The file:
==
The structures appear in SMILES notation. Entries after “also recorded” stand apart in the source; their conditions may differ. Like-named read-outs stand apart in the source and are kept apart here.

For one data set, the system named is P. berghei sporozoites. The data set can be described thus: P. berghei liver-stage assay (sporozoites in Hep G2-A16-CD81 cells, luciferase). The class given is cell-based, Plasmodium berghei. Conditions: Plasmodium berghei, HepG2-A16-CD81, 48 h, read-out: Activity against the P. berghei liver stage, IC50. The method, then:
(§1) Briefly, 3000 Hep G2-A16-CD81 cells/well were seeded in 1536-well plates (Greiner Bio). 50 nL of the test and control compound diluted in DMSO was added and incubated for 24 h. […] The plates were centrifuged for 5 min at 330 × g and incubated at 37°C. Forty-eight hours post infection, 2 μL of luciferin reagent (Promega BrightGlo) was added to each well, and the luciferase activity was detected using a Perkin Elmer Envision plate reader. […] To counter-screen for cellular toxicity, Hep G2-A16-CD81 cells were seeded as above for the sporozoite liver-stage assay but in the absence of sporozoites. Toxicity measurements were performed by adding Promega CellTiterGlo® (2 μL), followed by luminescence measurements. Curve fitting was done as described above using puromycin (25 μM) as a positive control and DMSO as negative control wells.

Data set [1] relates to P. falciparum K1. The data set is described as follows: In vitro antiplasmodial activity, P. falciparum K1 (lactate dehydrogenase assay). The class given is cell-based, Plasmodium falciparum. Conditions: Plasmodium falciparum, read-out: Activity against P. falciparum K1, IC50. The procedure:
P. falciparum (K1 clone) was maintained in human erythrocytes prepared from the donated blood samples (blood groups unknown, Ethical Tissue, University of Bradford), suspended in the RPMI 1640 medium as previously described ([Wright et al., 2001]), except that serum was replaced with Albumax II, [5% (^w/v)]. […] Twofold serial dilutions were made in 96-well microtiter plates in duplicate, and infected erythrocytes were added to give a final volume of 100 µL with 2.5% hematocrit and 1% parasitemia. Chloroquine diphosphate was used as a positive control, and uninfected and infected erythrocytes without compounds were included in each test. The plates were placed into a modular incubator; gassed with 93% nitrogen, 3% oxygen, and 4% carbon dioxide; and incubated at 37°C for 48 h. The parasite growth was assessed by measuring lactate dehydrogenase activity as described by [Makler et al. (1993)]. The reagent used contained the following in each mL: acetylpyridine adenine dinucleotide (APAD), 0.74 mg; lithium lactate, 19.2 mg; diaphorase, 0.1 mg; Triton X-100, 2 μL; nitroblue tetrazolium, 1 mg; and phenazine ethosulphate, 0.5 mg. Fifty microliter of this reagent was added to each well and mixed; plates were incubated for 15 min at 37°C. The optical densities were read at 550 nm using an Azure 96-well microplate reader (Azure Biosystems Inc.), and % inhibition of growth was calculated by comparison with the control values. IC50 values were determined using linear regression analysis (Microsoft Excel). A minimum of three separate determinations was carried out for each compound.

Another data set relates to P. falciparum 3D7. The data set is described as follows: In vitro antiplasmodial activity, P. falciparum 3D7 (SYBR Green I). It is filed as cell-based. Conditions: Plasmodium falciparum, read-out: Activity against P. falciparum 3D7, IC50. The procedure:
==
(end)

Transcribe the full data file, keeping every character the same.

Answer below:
The structures appear in SMILES notation. Entries after “also recorded” stand apart in the source; their conditions may differ. Like-named read-outs stand apart in the source and are kept apart here.

For one data set, the system named is P. berghei sporozoites. The data set can be described thus: P. berghei liver-stage assay (sporozoites in Hep G2-A16-CD81 cells, luciferase). The class given is cell-based, Plasmodium berghei. Conditions: Plasmodium berghei, HepG2-A16-CD81, 48 h, read-out: Activity against the P. berghei liver stage, IC50. The method, then:
(§1) Briefly, 3000 Hep G2-A16-CD81 cells/well were seeded in 1536-well plates (Greiner Bio). 50 nL of the test and control compound diluted in DMSO was added and incubated for 24 h. […] The plates were centrifuged for 5 min at 330 × g and incubated at 37°C. Forty-eight hours post infection, 2 μL of luciferin reagent (Promega BrightGlo) was added to each well, and the luciferase activity was detected using a Perkin Elmer Envision plate reader. […] To counter-screen for cellular toxicity, Hep G2-A16-CD81 cells were seeded as above for the sporozoite liver-stage assay but in the absence of sporozoites. Toxicity measurements were performed by adding Promega CellTiterGlo® (2 μL), followed by luminescence measurements. Curve fitting was done as described above using puromycin (25 μM) as a positive control and DMSO as negative control wells.

Data set [1] relates to P. falciparum K1. The data set is described as follows: In vitro antiplasmodial activity, P. falciparum K1 (lactate dehydrogenase assay). The class given is cell-based, Plasmodium falciparum. Conditions: Plasmodium falciparum, read-out: Activity against P. falciparum K1, IC50. The procedure:
P. falciparum (K1 clone) was maintained in human erythrocytes prepared from the donated blood samples (blood groups unknown, Ethical Tissue, University of Bradford), suspended in the RPMI 1640 medium as previously described ([Wright et al., 2001]), except that serum was replaced with Albumax II, [5% (^w/v)]. […] Twofold serial dilutions were made in 96-well microtiter plates in duplicate, and infected erythrocytes were added to give a final volume of 100 µL with 2.5% hematocrit and 1% parasitemia. Chloroquine diphosphate was used as a positive control, and uninfected and infected erythrocytes without compounds were included in each test. The plates were placed into a modular incubator; gassed with 93% nitrogen, 3% oxygen, and 4% carbon dioxide; and incubated at 37°C for 48 h. The parasite growth was assessed by measuring lactate dehydrogenase activity as described by [Makler et al. (1993)]. The reagent used contained the following in each mL: acetylpyridine adenine dinucleotide (APAD), 0.74 mg; lithium lactate, 19.2 mg; diaphorase, 0.1 mg; Triton X-100, 2 μL; nitroblue tetrazolium, 1 mg; and phenazine ethosulphate, 0.5 mg. Fifty microliter of this reagent was added to each well and mixed; plates were incubated for 15 min at 37°C. The optical densities were read at 550 nm using an Azure 96-well microplate reader (Azure Biosystems Inc.), and % inhibition of growth was calculated by comparison with the control values. IC50 values were determined using linear regression analysis (Microsoft Excel). A minimum of three separate determinations was carried out for each compound.

Another data set relates to P. falciparum 3D7. The data set is described as follows: In vitro antiplasmodial activity, P. falciparum 3D7 (SYBR Green I). It is filed as cell-based. Conditions: Plasmodium falciparum, read-out: Activity against P. falciparum 3D7, IC50. The procedure: